A special feature of the unit is Stork’s patented intermittent-contact squeegee system. This eliminates the problem of mesh-stretching, by only applying downward pressure against the screen, while the mesh makes contact with the substrate. When the screen assumes the off-contact position, the squeegee pressure is immediately disengaged.
Intermittent printing systems enable substantial savings in tooling costs and changeover time. Between impressions, the web realigns itself, by making an intermittent web movement, which is adjustable according to the repeat length. In this way, a single screen or cylinder size can be used for many different print jobs.
The unit features Stork’s patented squeegee system, which eliminates the problem of screen wear-and-tear. Bert Grootjen, program manager graphics at Stork Prints, comments: “The unit has proved so popular because it gives label converters the chance to compete successfully in short-run, high-end markets, while enjoying low consumable costs at the same time.”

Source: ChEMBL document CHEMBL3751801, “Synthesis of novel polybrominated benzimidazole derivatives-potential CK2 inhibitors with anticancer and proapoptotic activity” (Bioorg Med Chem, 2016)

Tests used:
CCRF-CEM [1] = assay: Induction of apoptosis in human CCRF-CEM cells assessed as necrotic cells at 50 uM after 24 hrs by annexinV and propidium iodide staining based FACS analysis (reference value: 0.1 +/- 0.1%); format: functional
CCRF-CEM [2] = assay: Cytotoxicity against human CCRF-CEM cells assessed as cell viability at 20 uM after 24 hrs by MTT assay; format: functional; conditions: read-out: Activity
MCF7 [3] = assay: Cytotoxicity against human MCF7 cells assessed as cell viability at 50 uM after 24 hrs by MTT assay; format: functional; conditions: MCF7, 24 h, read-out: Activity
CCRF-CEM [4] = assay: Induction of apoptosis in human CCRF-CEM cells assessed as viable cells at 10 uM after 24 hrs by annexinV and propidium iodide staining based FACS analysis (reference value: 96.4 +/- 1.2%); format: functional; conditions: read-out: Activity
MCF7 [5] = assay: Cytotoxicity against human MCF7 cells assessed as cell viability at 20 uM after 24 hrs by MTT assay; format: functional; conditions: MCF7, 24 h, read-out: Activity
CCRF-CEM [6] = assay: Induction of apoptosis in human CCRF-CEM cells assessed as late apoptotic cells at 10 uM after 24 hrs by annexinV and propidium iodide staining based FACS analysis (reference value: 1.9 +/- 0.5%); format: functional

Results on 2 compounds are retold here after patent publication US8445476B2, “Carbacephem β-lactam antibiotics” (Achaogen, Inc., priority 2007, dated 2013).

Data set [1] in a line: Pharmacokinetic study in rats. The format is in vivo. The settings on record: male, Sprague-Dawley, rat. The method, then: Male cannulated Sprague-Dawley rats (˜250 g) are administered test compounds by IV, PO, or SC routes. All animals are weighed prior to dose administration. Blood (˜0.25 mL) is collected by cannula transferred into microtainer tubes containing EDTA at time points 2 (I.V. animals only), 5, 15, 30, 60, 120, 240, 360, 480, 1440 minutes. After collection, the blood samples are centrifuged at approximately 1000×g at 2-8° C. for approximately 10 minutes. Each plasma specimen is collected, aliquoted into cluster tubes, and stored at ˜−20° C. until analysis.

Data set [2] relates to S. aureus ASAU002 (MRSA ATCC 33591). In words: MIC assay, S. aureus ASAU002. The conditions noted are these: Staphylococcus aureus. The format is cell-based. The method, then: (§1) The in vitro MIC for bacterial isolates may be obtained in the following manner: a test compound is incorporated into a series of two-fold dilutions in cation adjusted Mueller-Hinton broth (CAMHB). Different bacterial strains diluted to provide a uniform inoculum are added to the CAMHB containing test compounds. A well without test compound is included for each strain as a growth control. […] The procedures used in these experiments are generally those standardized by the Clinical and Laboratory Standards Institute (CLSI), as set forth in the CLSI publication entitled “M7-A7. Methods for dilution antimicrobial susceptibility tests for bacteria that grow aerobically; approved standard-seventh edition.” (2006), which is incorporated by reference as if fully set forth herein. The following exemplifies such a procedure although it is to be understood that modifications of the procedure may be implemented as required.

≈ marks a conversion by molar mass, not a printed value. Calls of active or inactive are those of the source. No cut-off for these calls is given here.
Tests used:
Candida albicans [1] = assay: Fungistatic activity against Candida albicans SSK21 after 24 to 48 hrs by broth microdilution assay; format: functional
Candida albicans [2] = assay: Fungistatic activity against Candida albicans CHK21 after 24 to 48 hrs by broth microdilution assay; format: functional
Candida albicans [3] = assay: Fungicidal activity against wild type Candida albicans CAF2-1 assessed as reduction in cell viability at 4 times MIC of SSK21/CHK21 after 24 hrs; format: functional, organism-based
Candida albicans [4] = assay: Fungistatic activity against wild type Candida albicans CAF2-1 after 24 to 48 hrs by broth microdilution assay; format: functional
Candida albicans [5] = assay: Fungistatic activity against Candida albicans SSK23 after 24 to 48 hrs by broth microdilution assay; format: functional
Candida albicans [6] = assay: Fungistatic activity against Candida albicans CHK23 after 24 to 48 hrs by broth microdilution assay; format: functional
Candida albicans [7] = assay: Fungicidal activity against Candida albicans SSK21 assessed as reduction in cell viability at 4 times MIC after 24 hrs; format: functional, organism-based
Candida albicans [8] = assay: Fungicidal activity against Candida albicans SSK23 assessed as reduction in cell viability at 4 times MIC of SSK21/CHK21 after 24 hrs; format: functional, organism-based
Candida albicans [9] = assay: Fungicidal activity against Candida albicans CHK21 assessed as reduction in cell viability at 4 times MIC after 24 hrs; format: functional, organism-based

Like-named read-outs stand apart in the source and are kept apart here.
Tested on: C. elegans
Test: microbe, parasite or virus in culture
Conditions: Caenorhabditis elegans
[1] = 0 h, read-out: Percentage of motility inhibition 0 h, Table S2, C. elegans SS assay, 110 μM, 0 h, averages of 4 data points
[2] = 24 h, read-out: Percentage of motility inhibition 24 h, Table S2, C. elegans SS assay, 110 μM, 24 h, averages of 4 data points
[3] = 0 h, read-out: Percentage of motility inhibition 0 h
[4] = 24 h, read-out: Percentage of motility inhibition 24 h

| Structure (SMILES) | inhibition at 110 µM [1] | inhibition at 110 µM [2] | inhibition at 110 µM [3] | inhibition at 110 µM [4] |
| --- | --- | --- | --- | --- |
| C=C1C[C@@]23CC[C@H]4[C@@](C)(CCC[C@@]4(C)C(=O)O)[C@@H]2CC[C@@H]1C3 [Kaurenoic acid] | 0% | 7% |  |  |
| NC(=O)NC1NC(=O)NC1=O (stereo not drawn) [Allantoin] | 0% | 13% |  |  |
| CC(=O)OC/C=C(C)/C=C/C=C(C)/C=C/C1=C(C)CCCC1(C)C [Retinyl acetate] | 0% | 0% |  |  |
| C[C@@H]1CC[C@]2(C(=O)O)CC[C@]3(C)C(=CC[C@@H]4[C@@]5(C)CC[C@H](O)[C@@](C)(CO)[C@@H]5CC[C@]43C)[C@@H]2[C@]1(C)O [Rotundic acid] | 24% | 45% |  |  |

Rotary screen printing is seen as a highly productive means of applying thick ink and varnish deposits. As a result, the process is ideal for high-end features that offer extra shelf impact, like high-lustre varnishes, tactile and raised image effects, brilliant opaques, the no-label look, thermo-chromic inks, and a range of brand-protecting security solutions, such as iridescent inks.